B.2. Variance Ratio Tests

The variance ratio test examines RW1 basing on the assumption that the variance of RW increments is a linear function of the time interval over which they are computed (Griffin et al, 2007). Thus, variance over the period of q equal intervals should be equal to the variance over one such interval times q. The variance ratio, VR(q), indicates if returns are uncorrelated and can be defined as follows:

Abbildung in dieser Leseprobe nicht enthalten

where cr2(q) is the unbiased estimator of 1/q of the variance of the q th difference of the logged security return [Abbildung in dieser Leseprobe nicht enthalten] and [Abbildung in dieser Leseprobe nicht enthalten] is an unbiased estimator of the variance of the logged return [Abbildung in dieser Leseprobe nicht enthalten].

The null hypothesis of a random walk with uncorrelated increments is that [Abbildung in dieser Leseprobe nicht enthalten]. Positive autocorrelation is indicated by variance ratios significantly above one whereas negative serial correlations are indicated by variance ratios significantly below one. The later is known as a mean-reverting process. Lo and MacKinlay (1988) and Campbell, Lo, and MacKinlay (1997) introduce heteroskedasticity consistent significance tests for the testing of the null hypothesis.

B.3. Runs Tests

The runs test is a common test for IID random walks (RW1) which tabulates and compares runs against its sampling distribution under the random walk hypothesis. The rejection of the random walk hypothesis would lead to the alternative hypothesis stating that the data is autocorrelated. The previousautocorrelation and variance ratio tests provide insufficient evidence for a complete assessment of the weak form EMH so the runs test is a valuable supplement to the obtained results. The runs test examines the prevailing patterns in time series. A run is defined as a sequence of consecutive positive and negative (price) returns. The null hypothesis of the IID random walk (RW1) can be rejected if the observed number of runs is significantly different from the expected number of runs. A detailed description of the construction of a runs test can be found in Campbell, Lo and MacKinlay (1997, pp. 38-41).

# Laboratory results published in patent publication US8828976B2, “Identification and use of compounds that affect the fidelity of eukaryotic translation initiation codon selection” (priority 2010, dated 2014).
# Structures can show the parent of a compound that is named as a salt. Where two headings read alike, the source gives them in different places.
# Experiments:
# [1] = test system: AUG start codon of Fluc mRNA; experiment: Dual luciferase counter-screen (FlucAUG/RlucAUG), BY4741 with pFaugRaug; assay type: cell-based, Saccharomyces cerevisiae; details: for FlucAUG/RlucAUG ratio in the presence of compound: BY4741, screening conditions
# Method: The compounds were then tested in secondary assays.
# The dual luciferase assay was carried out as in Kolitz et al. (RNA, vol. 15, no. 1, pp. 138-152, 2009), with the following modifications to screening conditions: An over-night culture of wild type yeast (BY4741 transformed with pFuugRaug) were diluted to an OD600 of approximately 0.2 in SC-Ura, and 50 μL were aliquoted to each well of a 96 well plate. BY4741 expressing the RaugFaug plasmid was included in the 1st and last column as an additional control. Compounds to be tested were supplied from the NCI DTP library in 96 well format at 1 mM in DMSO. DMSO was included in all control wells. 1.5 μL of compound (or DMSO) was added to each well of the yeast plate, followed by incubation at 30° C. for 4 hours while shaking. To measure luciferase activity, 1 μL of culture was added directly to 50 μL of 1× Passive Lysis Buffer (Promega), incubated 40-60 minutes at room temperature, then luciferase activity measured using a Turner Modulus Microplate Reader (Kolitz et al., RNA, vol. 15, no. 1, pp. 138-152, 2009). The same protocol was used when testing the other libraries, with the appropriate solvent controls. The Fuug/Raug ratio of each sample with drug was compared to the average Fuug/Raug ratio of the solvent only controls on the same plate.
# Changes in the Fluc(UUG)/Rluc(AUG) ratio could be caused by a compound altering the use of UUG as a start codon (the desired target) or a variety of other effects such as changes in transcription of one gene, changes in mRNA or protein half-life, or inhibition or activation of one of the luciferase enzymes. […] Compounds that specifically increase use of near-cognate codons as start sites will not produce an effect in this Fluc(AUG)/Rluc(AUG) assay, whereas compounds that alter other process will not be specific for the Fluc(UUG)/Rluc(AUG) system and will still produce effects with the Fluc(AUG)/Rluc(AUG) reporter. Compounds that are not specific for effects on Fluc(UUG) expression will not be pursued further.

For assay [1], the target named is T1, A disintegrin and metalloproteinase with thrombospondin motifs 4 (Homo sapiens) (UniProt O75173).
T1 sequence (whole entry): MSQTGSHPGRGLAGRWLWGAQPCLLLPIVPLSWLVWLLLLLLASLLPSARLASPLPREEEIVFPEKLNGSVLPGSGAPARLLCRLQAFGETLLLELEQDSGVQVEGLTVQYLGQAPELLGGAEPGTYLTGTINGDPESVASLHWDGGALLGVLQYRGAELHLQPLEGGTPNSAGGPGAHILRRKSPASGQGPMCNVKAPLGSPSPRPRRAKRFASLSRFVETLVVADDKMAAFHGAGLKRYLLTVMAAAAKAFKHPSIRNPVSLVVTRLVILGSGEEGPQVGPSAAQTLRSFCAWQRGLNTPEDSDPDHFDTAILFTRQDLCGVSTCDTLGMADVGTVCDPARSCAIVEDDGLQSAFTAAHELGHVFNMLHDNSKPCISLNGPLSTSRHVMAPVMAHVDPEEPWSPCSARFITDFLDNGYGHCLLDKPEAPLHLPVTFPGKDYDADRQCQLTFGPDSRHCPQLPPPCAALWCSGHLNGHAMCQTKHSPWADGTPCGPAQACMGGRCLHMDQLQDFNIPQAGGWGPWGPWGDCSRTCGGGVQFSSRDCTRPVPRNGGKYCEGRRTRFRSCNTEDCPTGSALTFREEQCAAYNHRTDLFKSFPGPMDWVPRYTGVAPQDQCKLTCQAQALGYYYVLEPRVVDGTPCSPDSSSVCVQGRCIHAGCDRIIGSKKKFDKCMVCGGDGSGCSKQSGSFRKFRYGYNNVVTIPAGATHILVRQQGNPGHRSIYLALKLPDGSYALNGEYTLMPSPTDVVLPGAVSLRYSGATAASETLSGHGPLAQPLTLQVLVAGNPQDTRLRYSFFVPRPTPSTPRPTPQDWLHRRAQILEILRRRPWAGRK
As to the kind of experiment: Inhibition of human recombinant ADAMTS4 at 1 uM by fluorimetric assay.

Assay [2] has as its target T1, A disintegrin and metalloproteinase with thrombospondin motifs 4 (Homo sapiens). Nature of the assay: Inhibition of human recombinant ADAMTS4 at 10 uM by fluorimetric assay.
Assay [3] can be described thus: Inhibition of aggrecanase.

B.4. Griffin-Kelly-Nardari DELAY Tests

The Griffin-Kelly-Nardari DELAY test is employed to assess the impact of past market-wide information on current returns. The Standard & Poor's (S&P) 500 index serves as a proxy for the market portfolio. For each of the six selected stocks and the two decile indices the restricted and unrestricted models are estimated over the period January 2002 to December 2007. The unrestricted model is

Abbildung in dieser Leseprobe nicht enthalten

where [Abbildung in dieser Leseprobe nicht enthalten] is the log-return on stock i at time t; rmt is the log-return on the S&P 500 index at time t; rmt-n is the lagged market return ; βλ¡ is the coefficient on the lagged market return; and λ is the lag (λ = 1, 2, 3, 4 for daily data and 1, 2, 3 for monthly data). The restricted model constraints the coefficients on the lagged market returns to zero which results in the following equation:

Abbildung in dieser Leseprobe nicht enthalten

DelayGKN is calculated as the difference between the adjusted R2s from the regressions (3) and (4) as follows:

Abbildung in dieser Leseprobe nicht enthalten

The model uses adjusted R2s to control that the higher explanatory power is not only due to a higher number of explanatory variables.


Excerpt out of 30 pages


Weak Form Efficiency Tests
University of Edinburgh
Catalog Number
ISBN (eBook)
ISBN (Book)
File size
683 KB
Weak, Form, Efficiency, Tests
Quote paper
Björn Schubert (Author), 2009, Weak Form Efficiency Tests, Munich, GRIN Verlag, https://www.grin.com/document/131805


  • No comments yet.
Read the ebook
Title: Weak Form Efficiency Tests

Upload papers

Your term paper / thesis:

- Publication as eBook and book
- High royalties for the sales
- Completely free - with ISBN
- It only takes five minutes
- Every paper finds readers

Publish now - it's free